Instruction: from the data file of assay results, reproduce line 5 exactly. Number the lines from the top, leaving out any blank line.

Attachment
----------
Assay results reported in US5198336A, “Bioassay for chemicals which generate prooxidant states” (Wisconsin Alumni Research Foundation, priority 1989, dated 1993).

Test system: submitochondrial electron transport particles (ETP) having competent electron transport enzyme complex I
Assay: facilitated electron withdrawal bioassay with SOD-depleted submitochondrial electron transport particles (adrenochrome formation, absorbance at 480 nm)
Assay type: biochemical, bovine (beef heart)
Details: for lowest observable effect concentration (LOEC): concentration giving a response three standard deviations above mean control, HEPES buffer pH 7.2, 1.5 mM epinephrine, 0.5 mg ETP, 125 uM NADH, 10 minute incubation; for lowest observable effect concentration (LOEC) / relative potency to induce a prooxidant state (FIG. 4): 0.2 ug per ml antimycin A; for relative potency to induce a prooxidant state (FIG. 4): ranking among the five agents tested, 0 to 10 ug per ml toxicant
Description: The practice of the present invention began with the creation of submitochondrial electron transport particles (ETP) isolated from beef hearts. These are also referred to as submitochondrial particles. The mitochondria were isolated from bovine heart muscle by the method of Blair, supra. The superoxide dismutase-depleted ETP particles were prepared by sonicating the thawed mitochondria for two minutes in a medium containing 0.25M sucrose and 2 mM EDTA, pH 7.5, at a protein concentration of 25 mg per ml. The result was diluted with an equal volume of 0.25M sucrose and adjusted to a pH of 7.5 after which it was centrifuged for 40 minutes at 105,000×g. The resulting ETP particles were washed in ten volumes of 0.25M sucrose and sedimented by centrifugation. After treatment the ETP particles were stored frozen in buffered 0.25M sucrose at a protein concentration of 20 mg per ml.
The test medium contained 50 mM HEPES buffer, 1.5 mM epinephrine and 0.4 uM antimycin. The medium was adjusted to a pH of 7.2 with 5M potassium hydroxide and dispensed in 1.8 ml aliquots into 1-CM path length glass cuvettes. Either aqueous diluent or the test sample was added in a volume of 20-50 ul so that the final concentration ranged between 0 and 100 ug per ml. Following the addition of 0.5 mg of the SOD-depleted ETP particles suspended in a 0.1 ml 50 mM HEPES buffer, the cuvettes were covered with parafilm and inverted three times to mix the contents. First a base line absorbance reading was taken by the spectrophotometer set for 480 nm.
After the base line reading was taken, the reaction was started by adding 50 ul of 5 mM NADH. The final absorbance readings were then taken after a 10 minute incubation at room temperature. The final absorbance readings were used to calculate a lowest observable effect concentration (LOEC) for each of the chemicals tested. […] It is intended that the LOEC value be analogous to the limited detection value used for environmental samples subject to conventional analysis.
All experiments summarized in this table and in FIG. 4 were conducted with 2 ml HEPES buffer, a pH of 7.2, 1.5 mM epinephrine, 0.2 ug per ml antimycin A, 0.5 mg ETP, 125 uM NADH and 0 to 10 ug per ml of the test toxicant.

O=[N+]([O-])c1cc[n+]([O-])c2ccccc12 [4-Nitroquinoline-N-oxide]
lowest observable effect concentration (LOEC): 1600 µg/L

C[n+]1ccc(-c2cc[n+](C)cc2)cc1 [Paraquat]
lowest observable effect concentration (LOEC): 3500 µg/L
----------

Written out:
Details: for lowest observable effect concentration (LOEC): concentration giving a response three standard deviations above mean control, HEPES buffer pH 7.2, 1.5 mM epinephrine, 0.5 mg ETP, 125 uM NADH, 10 minute incubation; for lowest observable effect concentration (LOEC) / relative potency to induce a prooxidant state (FIG. 4): 0.2 ug per ml antimycin A; for relative potency to induce a prooxidant state (FIG. 4): ranking among the five agents tested, 0 to 10 ug per ml toxicant